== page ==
November 12, 2011
Reminds me of Wallace Worsley's "The Penalty"  [ http://www.archive.org/details/ThePenaltyand ] and Lambert Hillyer's "The Shock"  [ http://www.archive.org/details/TheShock ]...both staring Lon Chaney.
A reviewer at IMDb wrote about "The Penalty"...
"Combining a creative, atmospheric story with a fine performance by Lon Chaney makes "The Penalty" an effective and memorable suspense classic. In one of his earliest leading roles, Chaney is a complete success, both in defining an unusual character and in bringing out everything inside the mind of the sinister "Blizzard". You can already see his determination to make his character visually convincing and flawless, even at the cost of great discomfort. Chaney also shows, as he would so many times, his rare skill in using facial expressions and gestures to show just the right amount of emotion and intensity. The story is quite interesting in itself, and though it slightly stretches plausibility at times, it is by no means predictable. The brief opening scene of the childhood accident efficiently sets up the background for the strange world dominated by Chaney's vengeful character when he becomes an adult. From there, the well-crafted story keeps you interested and keeps you guessing. The settings are well-chosen, creating an interesting and appropriate atmosphere, with Blizzard's strange hideout and the sculptress's cluttered studio both standing in contrast with the respectable-looking Dr. Ferris and the other characters. A mere account of the events in the story would not convey the success of the movie in creating a distinctive world in which the characters come to life. This is also a case in which a silent film is probably more effective than a sound film would have been. One of the main flaws in many movies of this type is the vapid dialogue that dissipates the tension through unintentional humor. Here, the title cards need only convey some basic ideas - the rest of it is handled without sound by Chaney, by the rest of the cast, and by the production crew who put everything together so well."
Lon Chaney plays a cripple who has been used by a Chinatown gang to commit various crimes. He's sent away on his newest job where he falls in love with a girl but it turns out his job is to kill her father. As usual, Chaney gives a remarkable performance and I have no problem calling him one of the greatest actors ever. He perfectly captures all the right emotions for the role and his physical appearance of a cripple is remarkable. Two other highlights include a bank being blown up and an earthquake that happens in the film. The special effects are very good and the suspense and drama are very high.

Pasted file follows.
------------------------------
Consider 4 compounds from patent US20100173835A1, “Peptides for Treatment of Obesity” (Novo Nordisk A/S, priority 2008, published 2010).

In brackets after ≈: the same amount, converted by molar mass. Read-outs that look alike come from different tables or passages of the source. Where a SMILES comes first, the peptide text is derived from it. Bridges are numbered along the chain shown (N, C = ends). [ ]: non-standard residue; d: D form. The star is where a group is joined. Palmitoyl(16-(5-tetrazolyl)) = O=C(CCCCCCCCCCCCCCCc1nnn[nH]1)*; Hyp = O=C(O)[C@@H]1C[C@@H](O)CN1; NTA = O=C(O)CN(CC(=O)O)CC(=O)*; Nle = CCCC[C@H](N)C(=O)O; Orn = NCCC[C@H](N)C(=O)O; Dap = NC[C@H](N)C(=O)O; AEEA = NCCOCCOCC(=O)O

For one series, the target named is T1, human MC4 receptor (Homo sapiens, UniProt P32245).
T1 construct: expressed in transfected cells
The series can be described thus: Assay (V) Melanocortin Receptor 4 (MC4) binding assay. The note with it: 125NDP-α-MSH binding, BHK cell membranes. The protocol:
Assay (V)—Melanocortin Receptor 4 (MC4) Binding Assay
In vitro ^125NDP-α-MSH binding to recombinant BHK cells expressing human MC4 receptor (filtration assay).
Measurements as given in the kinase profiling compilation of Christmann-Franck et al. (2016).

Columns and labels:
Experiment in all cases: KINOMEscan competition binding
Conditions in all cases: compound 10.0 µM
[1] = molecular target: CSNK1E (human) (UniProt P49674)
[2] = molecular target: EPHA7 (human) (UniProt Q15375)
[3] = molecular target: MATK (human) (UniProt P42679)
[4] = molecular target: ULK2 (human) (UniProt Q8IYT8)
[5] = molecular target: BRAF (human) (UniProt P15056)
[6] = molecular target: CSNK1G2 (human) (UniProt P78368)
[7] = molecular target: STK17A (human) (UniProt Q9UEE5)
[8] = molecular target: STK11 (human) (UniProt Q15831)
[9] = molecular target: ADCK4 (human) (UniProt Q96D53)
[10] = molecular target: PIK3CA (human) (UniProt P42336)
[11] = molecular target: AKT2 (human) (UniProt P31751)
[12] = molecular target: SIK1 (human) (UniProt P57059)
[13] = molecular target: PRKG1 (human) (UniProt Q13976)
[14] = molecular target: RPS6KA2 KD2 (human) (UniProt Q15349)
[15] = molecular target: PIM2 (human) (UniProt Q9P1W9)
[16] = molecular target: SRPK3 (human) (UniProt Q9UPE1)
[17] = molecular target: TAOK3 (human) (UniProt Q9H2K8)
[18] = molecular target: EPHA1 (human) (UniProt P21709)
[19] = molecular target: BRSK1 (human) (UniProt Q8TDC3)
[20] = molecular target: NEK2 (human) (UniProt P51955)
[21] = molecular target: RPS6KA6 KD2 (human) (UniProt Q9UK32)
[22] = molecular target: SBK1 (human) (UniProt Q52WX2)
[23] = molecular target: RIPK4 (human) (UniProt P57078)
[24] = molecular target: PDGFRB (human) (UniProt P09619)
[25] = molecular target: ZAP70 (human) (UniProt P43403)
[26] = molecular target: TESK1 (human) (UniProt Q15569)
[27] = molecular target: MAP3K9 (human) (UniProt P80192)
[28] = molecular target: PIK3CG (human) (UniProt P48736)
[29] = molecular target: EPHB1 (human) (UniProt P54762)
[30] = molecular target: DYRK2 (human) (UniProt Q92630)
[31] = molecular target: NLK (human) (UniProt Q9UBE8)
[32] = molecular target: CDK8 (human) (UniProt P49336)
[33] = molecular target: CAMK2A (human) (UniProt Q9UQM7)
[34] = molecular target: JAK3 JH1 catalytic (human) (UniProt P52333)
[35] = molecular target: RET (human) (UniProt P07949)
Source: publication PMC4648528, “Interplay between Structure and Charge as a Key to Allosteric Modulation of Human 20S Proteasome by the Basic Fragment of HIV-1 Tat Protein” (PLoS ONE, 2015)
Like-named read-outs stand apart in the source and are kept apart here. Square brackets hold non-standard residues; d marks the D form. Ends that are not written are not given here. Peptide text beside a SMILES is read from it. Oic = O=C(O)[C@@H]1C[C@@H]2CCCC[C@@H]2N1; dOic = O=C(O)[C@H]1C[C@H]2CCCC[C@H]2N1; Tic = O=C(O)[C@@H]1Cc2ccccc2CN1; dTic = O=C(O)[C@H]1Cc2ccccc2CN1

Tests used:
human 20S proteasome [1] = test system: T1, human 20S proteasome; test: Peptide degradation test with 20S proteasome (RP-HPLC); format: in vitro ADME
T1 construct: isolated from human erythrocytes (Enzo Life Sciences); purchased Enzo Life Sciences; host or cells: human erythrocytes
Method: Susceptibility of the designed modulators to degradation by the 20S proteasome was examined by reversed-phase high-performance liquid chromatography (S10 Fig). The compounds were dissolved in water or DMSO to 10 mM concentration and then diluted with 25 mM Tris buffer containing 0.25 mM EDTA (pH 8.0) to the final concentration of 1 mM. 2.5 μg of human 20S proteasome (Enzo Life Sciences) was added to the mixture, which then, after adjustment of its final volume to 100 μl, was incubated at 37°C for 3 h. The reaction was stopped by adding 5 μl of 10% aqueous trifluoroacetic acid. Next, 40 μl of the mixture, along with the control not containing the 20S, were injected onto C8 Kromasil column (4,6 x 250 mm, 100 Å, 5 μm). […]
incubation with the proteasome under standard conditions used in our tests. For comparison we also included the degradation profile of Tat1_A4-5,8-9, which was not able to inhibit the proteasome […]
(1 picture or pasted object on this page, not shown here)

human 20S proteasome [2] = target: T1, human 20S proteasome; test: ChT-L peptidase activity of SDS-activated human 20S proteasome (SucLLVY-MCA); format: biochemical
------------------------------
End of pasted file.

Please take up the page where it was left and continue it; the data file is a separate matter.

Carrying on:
"Stella Maris (Mary Pickford) was born paralyzed and is unable to walk. Her wealthy parents try to prevent her from being exposed to all the bad that is happening in the world. She is not allowed to leave her room in a London mansion and is bound to her bed. Her door even has a sign on it which says: "All unhappiness and world wisdom leave outside. Those without smiles need not enter." Stella has no idea a war is going on in the world and that there are poor and hungry people.
John Risca (Conway Tearle) is a well-known journalist and a friend of the family. He has been unhappily married to Louise for six years now and frequently visits Stella. John wants Stella to think he is perfect and lies about being married. Louise, meanwhile, wants a servant in her house and hires orphan Unity Blake (also Mary Pickford). Unity is uneducated and has been deprived and mistreated for her entire life. This resulted in her being afraid of everyone.
One night, a drunk Louise gives Unity the order to get some groceries from the supermarket. Unity does as told and on her way back, the food is stolen by kids. She returns to the home only to get beaten up by an outraged Louise. Unity is severely hurt and Louise gets arrested. It is announced she will have to serve three years in prison. John is kinder to Unity and adopts her. Unity is very grateful and falls in love with him. John himself is only interested in Stella. John wishes Unity to be raised at the Blount's residence, but they don't want her. They prevent her from meeting Stella, fearing Stella will notice there are suffering people in the world. They finally convince John to raise Unity at Aunt Gladys' house.
In order to make John fall in love with her, Unity starts to educate herself. Meanwhile, Stella gets an operation and is able to walk after three years. She meets John and they fall in love. One day she decides to give John a surprise visit. Louise, who has just been released from jail, opens the door and tells Stella the truth about her marriage. Stella is heartbroken.
Meanwhile, Unity wants to do John a favor by killing Louise. She realizes she and John never can be a couple and writes him a note which says he should get together with Stella. She next kills herself, making the police think it was a revenge murder. John is reunited with Stella and they marry."
A fine commentary by Dean Thompson...
The only major issue I have is with the overuse of tinting. I cannot recall that much tinting, if any, in the original. Nevertheless, it is a delightful 83 minutes.
Thanks to Phil for uploading.